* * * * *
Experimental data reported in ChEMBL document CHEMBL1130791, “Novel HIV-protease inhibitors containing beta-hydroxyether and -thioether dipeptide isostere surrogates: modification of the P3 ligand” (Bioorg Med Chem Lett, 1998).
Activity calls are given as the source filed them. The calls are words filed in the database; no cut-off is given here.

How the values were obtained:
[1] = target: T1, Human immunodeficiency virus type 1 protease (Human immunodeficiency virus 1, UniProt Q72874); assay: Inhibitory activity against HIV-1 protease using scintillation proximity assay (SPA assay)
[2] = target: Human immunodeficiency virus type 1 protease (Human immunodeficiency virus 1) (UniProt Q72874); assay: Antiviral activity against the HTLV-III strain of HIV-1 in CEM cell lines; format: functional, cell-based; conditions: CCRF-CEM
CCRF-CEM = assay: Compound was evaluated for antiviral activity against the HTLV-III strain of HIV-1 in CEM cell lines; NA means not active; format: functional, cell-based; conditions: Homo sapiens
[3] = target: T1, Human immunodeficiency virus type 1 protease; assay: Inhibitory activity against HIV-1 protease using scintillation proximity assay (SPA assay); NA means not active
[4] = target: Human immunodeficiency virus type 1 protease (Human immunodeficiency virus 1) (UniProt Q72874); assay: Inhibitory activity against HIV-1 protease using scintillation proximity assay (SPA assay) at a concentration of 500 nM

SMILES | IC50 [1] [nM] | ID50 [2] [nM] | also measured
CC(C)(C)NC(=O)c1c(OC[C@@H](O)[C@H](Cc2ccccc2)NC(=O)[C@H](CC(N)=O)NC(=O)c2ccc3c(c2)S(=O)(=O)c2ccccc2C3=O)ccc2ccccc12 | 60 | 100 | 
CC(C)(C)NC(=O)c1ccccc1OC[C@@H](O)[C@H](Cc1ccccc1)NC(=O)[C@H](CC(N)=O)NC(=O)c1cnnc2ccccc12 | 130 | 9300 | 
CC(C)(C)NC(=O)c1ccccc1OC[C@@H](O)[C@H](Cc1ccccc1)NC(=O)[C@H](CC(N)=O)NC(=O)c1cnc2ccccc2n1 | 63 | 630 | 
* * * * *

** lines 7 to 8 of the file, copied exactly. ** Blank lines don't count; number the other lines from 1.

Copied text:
[3] = target: T1, Human immunodeficiency virus type 1 protease; assay: Inhibitory activity against HIV-1 protease using scintillation proximity assay (SPA assay); NA means not active
[4] = target: Human immunodeficiency virus type 1 protease (Human immunodeficiency virus 1) (UniProt Q72874); assay: Inhibitory activity against HIV-1 protease using scintillation proximity assay (SPA assay) at a concentration of 500 nM